The Counsellor of Convicts: Here's why Rohit Kumar kept going back to Tihar Jail

Rohit Kumar's book Tales from the Jail is possibly one of the few accounts of what life is like for a man who keeps going back to prison without being indicted, arrested or locked away
Rohit Kumar spends a lot of time teaching
Rohit Kumar spends a lot of time teaching

I began my career in jail, says Rohit Kumar, with a laugh. While it started off as an idea put forth by a friend, he was soon hit with the realisation that “this is where I am supposed to be” when he entered Tihar for the first time. For this counsellor, the infamous Delhi prison would forever be where he discovered who he was meant to be. Since 1993, he has been working as an educator and counsellor for young inmates. And though he is no longer as involved as he used to be, Rohit is still there to serve others through the Family Vision Foundation, which provides support in various capacities to marginalised members of the society, especially children.

“After coming to Tihar, we did a number of things like counselling, drug de-addiction, character building, theatre, music, and tree planting,” says the author of Tales from the Jail, a collection of some of his most interesting experiences in the prison. The first play that he and his team put up for the inmates was an hour-long show, centered on the theme ‘leading a good life’. The intention of the play was to drive home the message that their lives are not over, and that the future is still in their hands. It was the first of many performances, where the inmates could provide insight into how a situation could be resolved and could learn important lessons, such as conflict resolution sans the violence and the dangers of using drugs.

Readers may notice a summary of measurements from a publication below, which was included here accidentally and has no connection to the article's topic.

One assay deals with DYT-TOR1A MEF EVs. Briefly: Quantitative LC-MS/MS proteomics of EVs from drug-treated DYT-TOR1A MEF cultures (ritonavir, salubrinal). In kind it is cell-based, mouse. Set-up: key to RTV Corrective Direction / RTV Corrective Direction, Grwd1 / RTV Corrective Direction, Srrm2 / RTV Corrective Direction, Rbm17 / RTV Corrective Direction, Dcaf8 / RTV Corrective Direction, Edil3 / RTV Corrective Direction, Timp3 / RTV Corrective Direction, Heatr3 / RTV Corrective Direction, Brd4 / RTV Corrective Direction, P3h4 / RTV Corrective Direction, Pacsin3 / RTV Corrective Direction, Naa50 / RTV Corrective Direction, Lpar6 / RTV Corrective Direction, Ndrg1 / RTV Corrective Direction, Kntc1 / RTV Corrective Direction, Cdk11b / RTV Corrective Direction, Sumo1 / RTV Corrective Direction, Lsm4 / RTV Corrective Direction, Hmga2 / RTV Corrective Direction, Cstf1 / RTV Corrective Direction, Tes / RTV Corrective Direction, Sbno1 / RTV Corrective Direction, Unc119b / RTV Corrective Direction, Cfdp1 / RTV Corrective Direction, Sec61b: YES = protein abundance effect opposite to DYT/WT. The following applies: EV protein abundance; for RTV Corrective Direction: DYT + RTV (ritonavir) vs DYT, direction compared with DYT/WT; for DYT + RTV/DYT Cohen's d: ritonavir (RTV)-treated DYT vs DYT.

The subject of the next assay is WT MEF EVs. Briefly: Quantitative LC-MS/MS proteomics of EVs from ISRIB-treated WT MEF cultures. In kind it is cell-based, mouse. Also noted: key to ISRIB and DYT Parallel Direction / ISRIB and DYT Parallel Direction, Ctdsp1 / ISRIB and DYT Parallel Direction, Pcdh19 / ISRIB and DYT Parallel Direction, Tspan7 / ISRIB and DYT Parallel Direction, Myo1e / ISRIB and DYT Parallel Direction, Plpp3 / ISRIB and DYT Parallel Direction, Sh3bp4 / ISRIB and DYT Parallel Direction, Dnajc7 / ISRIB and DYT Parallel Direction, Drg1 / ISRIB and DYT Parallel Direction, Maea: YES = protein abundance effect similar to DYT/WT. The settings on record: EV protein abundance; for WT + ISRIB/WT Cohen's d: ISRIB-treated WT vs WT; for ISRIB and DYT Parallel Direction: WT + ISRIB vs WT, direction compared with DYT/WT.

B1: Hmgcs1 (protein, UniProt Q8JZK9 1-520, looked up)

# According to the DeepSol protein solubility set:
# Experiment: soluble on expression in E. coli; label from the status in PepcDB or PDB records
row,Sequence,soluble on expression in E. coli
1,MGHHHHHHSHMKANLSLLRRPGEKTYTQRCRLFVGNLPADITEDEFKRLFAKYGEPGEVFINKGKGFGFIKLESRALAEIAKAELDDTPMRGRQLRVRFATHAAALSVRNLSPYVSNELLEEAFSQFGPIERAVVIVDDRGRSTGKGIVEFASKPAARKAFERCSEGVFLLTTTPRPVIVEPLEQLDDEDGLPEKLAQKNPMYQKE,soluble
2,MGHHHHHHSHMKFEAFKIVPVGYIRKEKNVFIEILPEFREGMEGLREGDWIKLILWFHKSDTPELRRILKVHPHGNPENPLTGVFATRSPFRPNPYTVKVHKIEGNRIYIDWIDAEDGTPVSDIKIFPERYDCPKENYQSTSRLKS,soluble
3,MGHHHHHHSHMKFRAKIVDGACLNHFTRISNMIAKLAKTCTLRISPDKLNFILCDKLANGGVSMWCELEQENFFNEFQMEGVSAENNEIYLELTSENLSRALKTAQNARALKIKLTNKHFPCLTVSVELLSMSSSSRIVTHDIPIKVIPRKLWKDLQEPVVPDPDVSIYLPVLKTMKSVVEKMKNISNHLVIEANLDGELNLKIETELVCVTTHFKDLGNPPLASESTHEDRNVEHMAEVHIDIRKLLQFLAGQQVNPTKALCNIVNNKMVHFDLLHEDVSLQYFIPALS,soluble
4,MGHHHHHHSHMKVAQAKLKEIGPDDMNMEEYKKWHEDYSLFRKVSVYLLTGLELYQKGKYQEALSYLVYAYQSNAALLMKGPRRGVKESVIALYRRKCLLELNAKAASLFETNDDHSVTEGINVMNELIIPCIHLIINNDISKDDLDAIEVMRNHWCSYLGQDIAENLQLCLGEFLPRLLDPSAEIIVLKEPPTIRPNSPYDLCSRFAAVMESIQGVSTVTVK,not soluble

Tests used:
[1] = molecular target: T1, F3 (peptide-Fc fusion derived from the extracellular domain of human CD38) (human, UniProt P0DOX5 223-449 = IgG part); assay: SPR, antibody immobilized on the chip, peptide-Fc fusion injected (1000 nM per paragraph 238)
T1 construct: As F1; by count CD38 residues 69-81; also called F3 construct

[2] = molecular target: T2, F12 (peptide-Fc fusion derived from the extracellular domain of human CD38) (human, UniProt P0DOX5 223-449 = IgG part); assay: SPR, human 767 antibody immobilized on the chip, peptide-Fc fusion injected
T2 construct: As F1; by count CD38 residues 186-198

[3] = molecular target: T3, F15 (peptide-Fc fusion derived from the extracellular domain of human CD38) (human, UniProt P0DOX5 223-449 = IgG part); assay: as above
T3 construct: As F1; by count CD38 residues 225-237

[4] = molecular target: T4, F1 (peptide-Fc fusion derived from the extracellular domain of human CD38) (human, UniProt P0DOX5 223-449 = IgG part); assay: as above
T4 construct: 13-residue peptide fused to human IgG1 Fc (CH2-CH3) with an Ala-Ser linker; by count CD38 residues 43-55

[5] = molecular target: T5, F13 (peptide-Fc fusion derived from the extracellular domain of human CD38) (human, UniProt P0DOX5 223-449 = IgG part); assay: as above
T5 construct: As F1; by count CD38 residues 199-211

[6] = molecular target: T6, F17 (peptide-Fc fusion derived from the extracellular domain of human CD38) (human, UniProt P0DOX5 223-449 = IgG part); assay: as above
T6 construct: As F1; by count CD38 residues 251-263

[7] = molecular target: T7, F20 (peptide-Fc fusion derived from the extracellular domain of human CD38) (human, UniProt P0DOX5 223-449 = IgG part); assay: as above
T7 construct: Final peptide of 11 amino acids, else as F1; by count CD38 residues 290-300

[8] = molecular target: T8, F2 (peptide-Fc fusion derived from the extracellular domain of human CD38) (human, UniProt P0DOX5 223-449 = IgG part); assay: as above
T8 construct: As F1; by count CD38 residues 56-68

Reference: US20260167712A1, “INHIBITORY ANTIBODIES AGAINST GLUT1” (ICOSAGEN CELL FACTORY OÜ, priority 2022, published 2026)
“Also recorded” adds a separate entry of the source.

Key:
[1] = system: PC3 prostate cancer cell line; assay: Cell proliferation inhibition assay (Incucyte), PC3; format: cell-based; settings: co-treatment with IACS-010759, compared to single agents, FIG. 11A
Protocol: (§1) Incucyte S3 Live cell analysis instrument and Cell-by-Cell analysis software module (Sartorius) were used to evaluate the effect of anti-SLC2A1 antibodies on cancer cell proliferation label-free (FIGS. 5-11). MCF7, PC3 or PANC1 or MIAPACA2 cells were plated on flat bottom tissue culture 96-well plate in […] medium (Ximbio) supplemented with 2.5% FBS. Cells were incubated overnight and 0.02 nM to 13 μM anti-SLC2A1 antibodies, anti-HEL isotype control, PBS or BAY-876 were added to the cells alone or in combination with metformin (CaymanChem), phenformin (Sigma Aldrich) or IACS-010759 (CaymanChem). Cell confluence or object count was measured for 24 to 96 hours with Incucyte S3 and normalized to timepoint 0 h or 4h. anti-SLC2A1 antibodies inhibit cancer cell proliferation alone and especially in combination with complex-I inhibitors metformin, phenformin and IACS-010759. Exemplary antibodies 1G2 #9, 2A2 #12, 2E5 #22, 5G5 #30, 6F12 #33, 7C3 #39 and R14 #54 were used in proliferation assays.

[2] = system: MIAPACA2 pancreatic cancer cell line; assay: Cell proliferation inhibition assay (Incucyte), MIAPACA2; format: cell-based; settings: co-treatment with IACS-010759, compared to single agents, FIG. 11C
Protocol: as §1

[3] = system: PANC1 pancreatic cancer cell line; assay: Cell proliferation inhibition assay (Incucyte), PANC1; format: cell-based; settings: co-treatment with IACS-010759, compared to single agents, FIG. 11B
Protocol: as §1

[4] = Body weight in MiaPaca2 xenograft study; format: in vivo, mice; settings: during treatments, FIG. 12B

Soon, the team started to teach the inmates theatre and they even put up performances, while discovering hidden passion and talent. Sometimes, famous actors were invited to watch these plays. “One of the inmates was a tailor by profession. We requested the warden to give him a sewing kit so that he could practise his skills. We also had an African-American rapper, who had a real talent for music and he learned to sing in Hindi too. He would perform at the prison’s annual functions. Another inmate, who had committed murder and was sentenced to life imprisonment, was so wracked with guilt that I knew anything I said to him would bounce right off him. So I sat with him everyday, until he opened up to me. Today, he is one of the most responsible inmates in the prison, and the administration can lean on him when maintaining order,” says Rohit, recalling some of the people he’s met.

Jail tales: Rohit Kumar spent a lot of time working with Tihar's inmates

And does Rohit believe that he’s made a difference? “Definitely!” he says. Many of the inmates who were released, went on to live decent and productive lives. Considering that the rate of recidivism is increasing, according to crime statistics taken in 2014, this is a remarkable thing. Rohit describes his relationship with some of the inmates as, “very warm, very friendly, and very deep.” The trick, he says, is to not focus on the crimes they’ve committed, but on them as human beings in very difficult situations; to be friends, not gurus, and from there, trust will form.
When asked about his experience of writing his book, he says, “I love writing. I feel alive!” adding, “The name of the book just popped into my head. A friend suggested that I put my experiences down on paper. I wrote a couple of chapters and I was encouraged to continue. My friends would give me constructive criticism. I loved writing it; I felt like this was the best thing I could be doing.” The stories are filled with humour, suspense, emotion, mystery, thrill and beauty. He intends to write more about his experiences in Tihar. “I wanted to write something encouraging, but not clichéd,” he says, “as prison is a place where miracles of hope can happen.”

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